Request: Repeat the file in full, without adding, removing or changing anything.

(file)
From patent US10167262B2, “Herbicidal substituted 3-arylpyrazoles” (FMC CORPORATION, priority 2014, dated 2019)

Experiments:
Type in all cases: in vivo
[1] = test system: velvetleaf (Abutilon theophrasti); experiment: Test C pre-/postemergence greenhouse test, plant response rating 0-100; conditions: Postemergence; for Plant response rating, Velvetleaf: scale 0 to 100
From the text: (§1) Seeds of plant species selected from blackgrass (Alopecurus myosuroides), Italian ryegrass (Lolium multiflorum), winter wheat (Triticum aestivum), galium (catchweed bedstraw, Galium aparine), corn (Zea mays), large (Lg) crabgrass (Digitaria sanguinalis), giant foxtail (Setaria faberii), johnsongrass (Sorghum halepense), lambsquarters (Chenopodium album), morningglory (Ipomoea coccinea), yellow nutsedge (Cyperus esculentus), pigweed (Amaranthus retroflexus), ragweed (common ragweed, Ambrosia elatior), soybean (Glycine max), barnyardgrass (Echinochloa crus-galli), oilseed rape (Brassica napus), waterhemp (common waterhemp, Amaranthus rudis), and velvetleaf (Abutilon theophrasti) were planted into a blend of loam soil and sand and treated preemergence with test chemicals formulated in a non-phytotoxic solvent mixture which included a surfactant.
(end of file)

From patent US10167262B2, “Herbicidal substituted 3-arylpyrazoles” (FMC CORPORATION, priority 2014, dated 2019)

Experiments:
Type in all cases: in vivo
[1] = test system: velvetleaf (Abutilon theophrasti); experiment: Test C pre-/postemergence greenhouse test, plant response rating 0-100; conditions: Postemergence; for Plant response rating, Velvetleaf: scale 0 to 100
From the text: (§1) Seeds of plant species selected from blackgrass (Alopecurus myosuroides), Italian ryegrass (Lolium multiflorum), winter wheat (Triticum aestivum), galium (catchweed bedstraw, Galium aparine), corn (Zea mays), large (Lg) crabgrass (Digitaria sanguinalis), giant foxtail (Setaria faberii), johnsongrass (Sorghum halepense), lambsquarters (Chenopodium album), morningglory (Ipomoea coccinea), yellow nutsedge (Cyperus esculentus), pigweed (Amaranthus retroflexus), ragweed (common ragweed, Ambrosia elatior), soybean (Glycine max), barnyardgrass (Echinochloa crus-galli), oilseed rape (Brassica napus), waterhemp (common waterhemp, Amaranthus rudis), and velvetleaf (Abutilon theophrasti) were planted into a blend of loam soil and sand and treated preemergence with test chemicals formulated in a non-phytotoxic solvent mixture which included a surfactant.